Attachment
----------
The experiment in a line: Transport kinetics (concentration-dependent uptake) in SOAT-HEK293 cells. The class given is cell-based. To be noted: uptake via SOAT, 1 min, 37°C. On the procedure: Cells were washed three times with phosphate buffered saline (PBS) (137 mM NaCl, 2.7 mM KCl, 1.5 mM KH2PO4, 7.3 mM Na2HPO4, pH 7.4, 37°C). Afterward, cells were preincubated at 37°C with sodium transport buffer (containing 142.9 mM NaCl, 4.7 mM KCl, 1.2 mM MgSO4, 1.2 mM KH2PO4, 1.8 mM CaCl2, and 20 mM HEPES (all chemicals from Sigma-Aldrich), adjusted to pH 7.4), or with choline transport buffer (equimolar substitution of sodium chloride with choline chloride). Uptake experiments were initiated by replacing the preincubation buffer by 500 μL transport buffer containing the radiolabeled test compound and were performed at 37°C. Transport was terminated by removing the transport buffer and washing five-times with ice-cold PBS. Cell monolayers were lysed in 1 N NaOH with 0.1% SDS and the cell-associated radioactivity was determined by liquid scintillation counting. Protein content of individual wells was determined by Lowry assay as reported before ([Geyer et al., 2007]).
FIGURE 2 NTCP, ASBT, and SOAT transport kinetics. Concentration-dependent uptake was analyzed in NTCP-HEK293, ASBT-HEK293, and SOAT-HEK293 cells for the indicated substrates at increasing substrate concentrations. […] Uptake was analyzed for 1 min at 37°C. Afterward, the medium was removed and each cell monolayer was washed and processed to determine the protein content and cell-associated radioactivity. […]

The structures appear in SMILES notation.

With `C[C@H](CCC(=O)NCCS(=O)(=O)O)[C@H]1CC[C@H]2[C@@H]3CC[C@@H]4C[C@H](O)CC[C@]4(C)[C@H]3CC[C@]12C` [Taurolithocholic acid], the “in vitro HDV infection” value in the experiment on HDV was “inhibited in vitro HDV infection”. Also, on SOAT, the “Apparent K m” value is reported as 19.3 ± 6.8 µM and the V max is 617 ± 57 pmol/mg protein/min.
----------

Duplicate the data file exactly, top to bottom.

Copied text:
The experiment in a line: Transport kinetics (concentration-dependent uptake) in SOAT-HEK293 cells. The class given is cell-based. To be noted: uptake via SOAT, 1 min, 37°C. On the procedure: Cells were washed three times with phosphate buffered saline (PBS) (137 mM NaCl, 2.7 mM KCl, 1.5 mM KH2PO4, 7.3 mM Na2HPO4, pH 7.4, 37°C). Afterward, cells were preincubated at 37°C with sodium transport buffer (containing 142.9 mM NaCl, 4.7 mM KCl, 1.2 mM MgSO4, 1.2 mM KH2PO4, 1.8 mM CaCl2, and 20 mM HEPES (all chemicals from Sigma-Aldrich), adjusted to pH 7.4), or with choline transport buffer (equimolar substitution of sodium chloride with choline chloride). Uptake experiments were initiated by replacing the preincubation buffer by 500 μL transport buffer containing the radiolabeled test compound and were performed at 37°C. Transport was terminated by removing the transport buffer and washing five-times with ice-cold PBS. Cell monolayers were lysed in 1 N NaOH with 0.1% SDS and the cell-associated radioactivity was determined by liquid scintillation counting. Protein content of individual wells was determined by Lowry assay as reported before ([Geyer et al., 2007]).
FIGURE 2 NTCP, ASBT, and SOAT transport kinetics. Concentration-dependent uptake was analyzed in NTCP-HEK293, ASBT-HEK293, and SOAT-HEK293 cells for the indicated substrates at increasing substrate concentrations. […] Uptake was analyzed for 1 min at 37°C. Afterward, the medium was removed and each cell monolayer was washed and processed to determine the protein content and cell-associated radioactivity. […]

The structures appear in SMILES notation.

With `C[C@H](CCC(=O)NCCS(=O)(=O)O)[C@H]1CC[C@H]2[C@@H]3CC[C@@H]4C[C@H](O)CC[C@]4(C)[C@H]3CC[C@]12C` [Taurolithocholic acid], the “in vitro HDV infection” value in the experiment on HDV was “inhibited in vitro HDV infection”. Also, on SOAT, the “Apparent K m” value is reported as 19.3 ± 6.8 µM and the V max is 617 ± 57 pmol/mg protein/min.